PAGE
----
This month, I’ve been spending time at The Grotto, the famed San Francisco writers' community which is home to such West Coast literary luminaries as Po Bronson, David Ewing Duncan, ZZ Packer, Jason Roberts, Julia Scheeres, Ethan Watters, and many others. One of my favorite parts of making the trek to the Grotto’s offices on 2nd and Bryant Streets is lunchtime, when Grotto dwellers emerge from their offices, where they’ve been tapping away in the dim glow provided by their laptops, to gather in the brightly painted conference room for brown-bag lunches and conversation with other members of the tribe.Lunch in The Grotto
Photo from sfgrotto.org
It’s not unusual for guests to join Grottoites over lunch. On Monday, Van Jones, founder of Green for All and co-writers of a forthcoming book called The Green-Collar Economy, joined us. Van, who lives in Oakland, was recently a guest on The Colbert Report and admitted to having been flummoxed by his host’s comments (including one about “green” love machines and another about “unicorn herding”). That prompted Laura Fraser to share her experience of having to strip down to her knickers while her suit was being ironed prior to her appearance on one of the network morning shows.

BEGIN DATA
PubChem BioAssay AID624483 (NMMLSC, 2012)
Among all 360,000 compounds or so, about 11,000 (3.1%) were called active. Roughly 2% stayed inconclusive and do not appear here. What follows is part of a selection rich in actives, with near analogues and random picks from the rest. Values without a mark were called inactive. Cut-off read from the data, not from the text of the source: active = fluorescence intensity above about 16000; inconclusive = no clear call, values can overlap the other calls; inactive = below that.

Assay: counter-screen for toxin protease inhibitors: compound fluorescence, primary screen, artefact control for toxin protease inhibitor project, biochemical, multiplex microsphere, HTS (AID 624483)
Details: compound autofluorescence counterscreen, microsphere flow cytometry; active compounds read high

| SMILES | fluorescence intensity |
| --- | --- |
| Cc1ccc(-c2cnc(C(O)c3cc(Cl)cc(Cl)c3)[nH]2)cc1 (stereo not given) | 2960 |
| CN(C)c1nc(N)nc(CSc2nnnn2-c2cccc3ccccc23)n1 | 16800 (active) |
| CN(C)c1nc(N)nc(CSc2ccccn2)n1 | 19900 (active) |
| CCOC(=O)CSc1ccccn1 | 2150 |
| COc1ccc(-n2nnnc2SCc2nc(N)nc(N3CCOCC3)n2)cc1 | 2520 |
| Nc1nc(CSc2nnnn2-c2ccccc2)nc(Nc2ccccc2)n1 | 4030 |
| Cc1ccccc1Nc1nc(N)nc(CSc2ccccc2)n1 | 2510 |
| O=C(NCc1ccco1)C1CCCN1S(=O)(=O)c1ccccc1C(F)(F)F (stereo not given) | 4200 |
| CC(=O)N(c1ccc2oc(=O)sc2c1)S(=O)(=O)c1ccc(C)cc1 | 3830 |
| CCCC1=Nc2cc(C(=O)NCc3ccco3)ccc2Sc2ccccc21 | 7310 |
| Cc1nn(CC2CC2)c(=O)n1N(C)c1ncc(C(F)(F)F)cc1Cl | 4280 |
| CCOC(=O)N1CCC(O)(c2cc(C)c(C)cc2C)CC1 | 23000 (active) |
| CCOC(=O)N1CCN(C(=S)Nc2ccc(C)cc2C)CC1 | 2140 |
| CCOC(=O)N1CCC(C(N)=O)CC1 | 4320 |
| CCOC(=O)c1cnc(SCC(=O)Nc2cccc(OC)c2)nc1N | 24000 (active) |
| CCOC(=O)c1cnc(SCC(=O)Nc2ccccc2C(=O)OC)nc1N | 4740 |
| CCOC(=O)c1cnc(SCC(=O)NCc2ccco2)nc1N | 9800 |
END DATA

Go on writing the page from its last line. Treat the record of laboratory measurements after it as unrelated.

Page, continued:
Yesterday’s guest was Kevin Smokler, the editor of Bookmark Now: Writing in Unreaderly Times, who was visiting the Grotto in his role as “chief evangelist” for Booktour.com. An online community that helps authors and audiences meet, it is the brainchild of Wired magazine founder Chris Anderson, who, thus far, has financed the venture out of his own pocket. I joined Booktour as an author just after the site’s launch in June of 2007, which was the same month my book, The House of Mondavi, was published. I had also met Kevin through reviewer and book marketing guru (guru-ess?) Bella Stander.
I’ll be updating my page on Booktour.com shortly, since I’m scheduled to go on a seven-city tour for the release of my paperback on May 1st. But, I’ll admit, Kevin’s explanation for why we all should be using the site was a bit humbling: it’s now got 20,000 events listed for some 6,000 authors who’ve signed up so far. So many writers, so little time…I certainly wish I could make it to hear more authors speak.
Despite this promising start, Kevin acknowledged that Booktour.com needs a powerful partner to help “push it over the edge.” He mentioned the company has courted or plans to talk with Amazon, Facebook, Myspace, and the new author’s site that’s generated a lot of buzz, Redroom.com. Which leads me to wonder: What will be the virtual equivalent of a community such as the Grotto? And can online communities for writers ever replace the simple pleasures of sitting around a table, chatting over salads and sandwiches together?